For anyone who reads this and hasn’t read the first part of my story, I want to stress that when I finally got sober, I had been going to AA meetings for six years. Many of the things I did would not be suggested as a program of recovery. Someone starting in AA will have a much better chance of making it if he follows all the suggestions and works the steps. That I got to try and fail repeatedly for six years speaks only of my luck. There are many times I risked everything. Really, every time I drank I risked everything, because I would never know if I would be able to stop again.
I feel that for the first four or five years, circumstances mostly kept me sober. Which is probably selling myself short. Around the time that I stopped drinking in order to figure out how to proceed with my life, I broke off my relationship with the guy across the street for good. My drinking coincided with that relationship in time, although it did not cause it. It was, however, what the people of AA had been telling me all along. It was not sober behavior to be involved in that relationship. It wasn’t honest, and it wasn’t right.
I finished college in August, taking just over four years. I graduated with a 2.3. That is directly a result of my drinking, and I hate to think of the money and opportunities I squandered. For a comparison, when I went to get my masters degree, working and taking care of two small children, I got only one B, and rest of my grades were As. School is something I can do when I’m sober.
And I quickly started dating someone in the program. He had a little more time sober than I did. This was a very bad idea. It is recommended that we not have relationships within the first year for good reason. I, however, was not feeling like the typical newcomer. I wasn’t a newcomer at all, I was a chronic relapser.
I was also making a mistake that so many regular (nonalcoholic) people make by not spending much time single, without a relationship. I guess you can say I was on the rebound.
I met him around June, got engaged around September, and married and pregnant in December. I went to meetings. I’ve actually gone to meeting regularly from the time I got sober until now, and I intend to always do so as long as I am able.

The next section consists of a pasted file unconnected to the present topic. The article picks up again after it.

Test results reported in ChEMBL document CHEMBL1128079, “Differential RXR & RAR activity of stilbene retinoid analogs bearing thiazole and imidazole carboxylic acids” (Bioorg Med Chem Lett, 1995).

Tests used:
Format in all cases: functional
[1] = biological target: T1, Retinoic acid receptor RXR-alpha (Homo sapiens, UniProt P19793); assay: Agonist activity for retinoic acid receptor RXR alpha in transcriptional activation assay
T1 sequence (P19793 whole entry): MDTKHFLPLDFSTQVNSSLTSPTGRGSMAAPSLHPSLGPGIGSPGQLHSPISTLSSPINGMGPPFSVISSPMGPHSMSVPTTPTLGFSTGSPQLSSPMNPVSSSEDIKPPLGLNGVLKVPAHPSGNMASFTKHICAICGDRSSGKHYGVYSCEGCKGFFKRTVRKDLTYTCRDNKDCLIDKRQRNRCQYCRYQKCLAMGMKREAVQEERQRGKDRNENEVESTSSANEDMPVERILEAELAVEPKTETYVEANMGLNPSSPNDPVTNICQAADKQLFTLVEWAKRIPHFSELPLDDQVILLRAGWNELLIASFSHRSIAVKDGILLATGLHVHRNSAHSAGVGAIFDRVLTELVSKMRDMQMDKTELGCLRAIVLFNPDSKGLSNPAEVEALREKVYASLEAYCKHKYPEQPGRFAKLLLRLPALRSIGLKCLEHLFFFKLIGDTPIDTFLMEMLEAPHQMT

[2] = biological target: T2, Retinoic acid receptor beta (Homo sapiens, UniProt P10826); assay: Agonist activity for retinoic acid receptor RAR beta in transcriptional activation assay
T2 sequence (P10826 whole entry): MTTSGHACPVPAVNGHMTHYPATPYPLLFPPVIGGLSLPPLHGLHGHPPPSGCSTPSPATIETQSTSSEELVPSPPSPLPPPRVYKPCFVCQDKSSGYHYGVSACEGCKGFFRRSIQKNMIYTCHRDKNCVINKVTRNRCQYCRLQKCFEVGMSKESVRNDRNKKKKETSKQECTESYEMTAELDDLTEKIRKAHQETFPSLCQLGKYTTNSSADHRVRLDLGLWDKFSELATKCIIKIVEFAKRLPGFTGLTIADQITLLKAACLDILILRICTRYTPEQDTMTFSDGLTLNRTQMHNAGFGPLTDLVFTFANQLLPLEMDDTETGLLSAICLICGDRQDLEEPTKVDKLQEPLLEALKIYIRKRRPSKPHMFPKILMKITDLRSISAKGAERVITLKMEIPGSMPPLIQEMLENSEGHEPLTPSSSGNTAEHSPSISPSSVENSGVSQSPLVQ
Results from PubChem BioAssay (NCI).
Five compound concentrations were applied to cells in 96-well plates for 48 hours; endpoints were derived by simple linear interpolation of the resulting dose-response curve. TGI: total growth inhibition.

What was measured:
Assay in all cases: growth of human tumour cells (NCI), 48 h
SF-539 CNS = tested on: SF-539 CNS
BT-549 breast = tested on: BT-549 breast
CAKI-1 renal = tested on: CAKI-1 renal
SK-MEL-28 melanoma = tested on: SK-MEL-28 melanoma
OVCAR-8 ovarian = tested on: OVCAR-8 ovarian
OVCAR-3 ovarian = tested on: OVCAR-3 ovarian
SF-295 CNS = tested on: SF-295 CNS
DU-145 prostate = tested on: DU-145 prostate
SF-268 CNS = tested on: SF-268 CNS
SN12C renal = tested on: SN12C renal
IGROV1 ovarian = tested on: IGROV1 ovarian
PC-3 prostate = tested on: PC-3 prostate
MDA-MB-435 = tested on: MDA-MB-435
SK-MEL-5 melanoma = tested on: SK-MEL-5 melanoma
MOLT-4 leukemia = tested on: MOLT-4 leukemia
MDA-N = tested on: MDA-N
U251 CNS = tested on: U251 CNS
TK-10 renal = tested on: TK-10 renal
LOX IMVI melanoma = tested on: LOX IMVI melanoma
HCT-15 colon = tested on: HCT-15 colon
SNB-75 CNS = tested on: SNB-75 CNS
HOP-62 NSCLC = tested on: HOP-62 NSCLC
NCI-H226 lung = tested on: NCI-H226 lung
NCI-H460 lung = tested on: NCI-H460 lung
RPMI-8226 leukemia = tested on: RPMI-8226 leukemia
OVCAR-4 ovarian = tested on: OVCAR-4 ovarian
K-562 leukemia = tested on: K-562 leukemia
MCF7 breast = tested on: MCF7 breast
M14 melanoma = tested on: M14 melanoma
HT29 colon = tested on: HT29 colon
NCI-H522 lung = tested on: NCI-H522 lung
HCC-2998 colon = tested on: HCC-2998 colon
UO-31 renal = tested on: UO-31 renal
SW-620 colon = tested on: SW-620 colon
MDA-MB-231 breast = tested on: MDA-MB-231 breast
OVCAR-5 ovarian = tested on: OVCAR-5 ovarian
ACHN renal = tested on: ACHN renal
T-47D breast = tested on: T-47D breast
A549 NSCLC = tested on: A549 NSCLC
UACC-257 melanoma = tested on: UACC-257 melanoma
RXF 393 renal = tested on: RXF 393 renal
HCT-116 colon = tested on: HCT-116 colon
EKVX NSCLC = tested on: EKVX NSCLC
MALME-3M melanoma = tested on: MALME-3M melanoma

The thing I wanted most in life was to have children, especially a daughter. I wanted a daughter so much that I actally said that if I didn’t get one by giving birth, I would adopt one. So I set out to do that. Once I remember thinking and actually sharing about the fact that being pregnant, for the first time in my life I could not drink. Someone I went to meetings with at that time had lost a baby to fetal alcohol syndrome. I think I was a big enough drinker that that certainly would have happened to me, if I didn’t kill myself and the baby in a car accident.
It’s probably a topic for another kind of blog, but I’ll admit and record that I really did not enjoy being pregnant. I didn’t have a terrible time of it, but I was uncomfortable and sometimes unhappy. One sort of strange thing that happened was that I made my one and only attempt to go to an AA retreat while I was about seven months along. It was at a monestery on the water a few hours away from my home. I went with an AA friend, and the first night, I freaked out and felt I couldn’t stay. I called someone to rescue me and I haven’t tried a retreat since.
I think this post has gotten long enough. I feel a bit strange writing about these things because they don’t have much to do with sobriety or drinking, but I guess much of my life doesn’t. It sure didn’t when I was six, or ten, or twelve. It’s all part of my story, though, so while it’s not something I would say when telling my story, I imagine I should still write it all down.